• Deoxyribonucleic acid is a nucleic acid that contains the genetic instructions used in the development and functioning of all living organisms. DNA can be compared to a set of blueprints or a code that contains the instructions needed to construct the components of the cell such as proteins and RNA molecules. The information in DNA is stored as a code made up of four chemical bases; adenine (A), guanine (G), cytosine (C), and thymine (T). The sequence of these bases determines the information available for building and maintain an organism. The bases pair up and combine with a sugar and phosphate to form nucleotides. Nucleotides are arranged in two long strands that form a spiral called a double helix.

*DNA can replicate and each strand of the double helix can serve as a pattern for duplicating the sequence of bases. This is critical when cells divide because each new cell needs to have an exact copy of the DNA present in the old cell.


  • A gene is made up of DNA and is the basic physical and functional unit of heredity. Genes vary in size from a few hundred DNA bases to more than 2 million bases. Every person has 2 copies of each gene, one inherited from each parent. All organisms have many genes corresponding to many different biological traits, such as eye color and blood type.

*A gene mutation occurs when there is a permanent change in the DNA sequence of a gene. Mutations prevent one or more proteins from working properly, which can disrupt normal development or cause a medical condition. A condition caused by mutations in one or more genes is called a genetic disorder. As physical therapists we will work with many patients with genetic disorders for example: cystic fibrosis and hunington’s disease.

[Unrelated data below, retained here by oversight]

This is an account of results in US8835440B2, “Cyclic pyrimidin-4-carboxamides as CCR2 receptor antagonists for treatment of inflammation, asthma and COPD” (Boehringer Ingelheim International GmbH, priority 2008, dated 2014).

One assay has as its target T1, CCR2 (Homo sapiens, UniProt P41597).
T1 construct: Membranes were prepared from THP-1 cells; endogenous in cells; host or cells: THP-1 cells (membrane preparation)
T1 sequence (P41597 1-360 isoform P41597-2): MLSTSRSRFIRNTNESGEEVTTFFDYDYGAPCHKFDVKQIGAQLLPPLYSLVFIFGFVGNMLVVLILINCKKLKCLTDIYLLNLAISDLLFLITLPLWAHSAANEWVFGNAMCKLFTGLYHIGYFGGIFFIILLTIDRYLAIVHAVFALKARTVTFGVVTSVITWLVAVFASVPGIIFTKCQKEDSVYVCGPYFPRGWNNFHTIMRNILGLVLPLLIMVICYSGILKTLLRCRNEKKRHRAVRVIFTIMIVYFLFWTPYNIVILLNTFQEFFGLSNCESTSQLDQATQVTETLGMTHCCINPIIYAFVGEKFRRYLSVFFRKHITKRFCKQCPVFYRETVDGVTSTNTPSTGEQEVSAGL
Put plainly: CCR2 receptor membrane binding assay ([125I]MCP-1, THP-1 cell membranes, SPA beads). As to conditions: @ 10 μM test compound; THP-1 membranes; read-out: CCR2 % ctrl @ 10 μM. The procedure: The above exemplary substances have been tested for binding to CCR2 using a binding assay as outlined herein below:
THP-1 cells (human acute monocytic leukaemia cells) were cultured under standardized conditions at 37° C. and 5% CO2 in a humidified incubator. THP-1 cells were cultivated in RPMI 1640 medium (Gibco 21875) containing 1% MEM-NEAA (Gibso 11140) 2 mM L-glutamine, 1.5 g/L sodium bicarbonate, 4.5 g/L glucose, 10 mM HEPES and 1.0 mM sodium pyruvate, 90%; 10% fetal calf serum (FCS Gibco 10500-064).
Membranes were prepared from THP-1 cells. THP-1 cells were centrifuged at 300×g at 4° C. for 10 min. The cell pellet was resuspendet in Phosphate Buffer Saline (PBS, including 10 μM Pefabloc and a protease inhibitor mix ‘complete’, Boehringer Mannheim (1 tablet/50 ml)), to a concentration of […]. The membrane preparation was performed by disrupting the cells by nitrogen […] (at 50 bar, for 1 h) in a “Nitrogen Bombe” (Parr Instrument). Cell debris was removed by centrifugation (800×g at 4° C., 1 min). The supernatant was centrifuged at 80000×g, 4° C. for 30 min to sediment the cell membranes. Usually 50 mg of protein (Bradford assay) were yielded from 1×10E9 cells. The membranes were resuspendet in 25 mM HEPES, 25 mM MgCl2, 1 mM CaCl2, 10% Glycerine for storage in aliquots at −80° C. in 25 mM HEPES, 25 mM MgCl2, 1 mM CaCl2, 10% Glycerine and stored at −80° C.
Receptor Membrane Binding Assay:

• DNA molecules are packaged into thread-like structures called chromosomes. In every cell of our body, there are 20,000 to 25,000 genes that are located on 46 chromosomes. These 46 chromosomes occur as 23 pairs, one of each pair from our mother and one from our father. The last pair are called sex chromosomes labeled X or Y, with females having 2 X chromosomes, and males having an X and a Y chromosome.

*Chromosome mutations include chromosome deletions, duplications, inversions, and translocations, causing changes in the individuals health and development. Down syndrome is a chromosomal abnormality characterized by the presence of an extra copy of genetic material on the 21st chromosome, known as trisomy 21.

15. Nucleus - The nucleus is a large, membrane-bound, central control center of the cell that contains the genetic material and controls all cellular activity (metabolism, growth, and cellular reproduction) by regulating gene expression as the transcription process occurs within the nucleus. As mitosis occurs, the nucleus is divided into two identical parts prior to cellular division.

  • Subnuclear body - nucleolus: responsible for synthesizing rRNA and ribosome assembly which are necessary components for the translation process to occur within the cytoplasm.
  • Large molecules (like proteins) are transported across the nucleus membrane by means of active transport.

16. Autonomic Nervous System (ANS) - Allows for regulation of the internal environment by innervating smooth and cardiac muscles, and organs of the gastrointestinal, cardiovascular, excretory, and endocrine systems. The ANS acts via Motor (Efferent) pathways as part of the Peripheral Nervous system. Their are two divisions of the Autonomic Nervous System, the Sympathetic Division and the Parasympathetic Division.

The Sympathetic Division - "Fight or Flight" responses. Activating the sympathetic division causes arousal and energy generation. Examples include:
- Increased Heart rate and vasodilation of coronary arteries (allows for larger amounts of blood to reach skeletal muscles)
- Increased glucose production
- Dilation of the bronchi of the lungs to facilitate increased gas exchange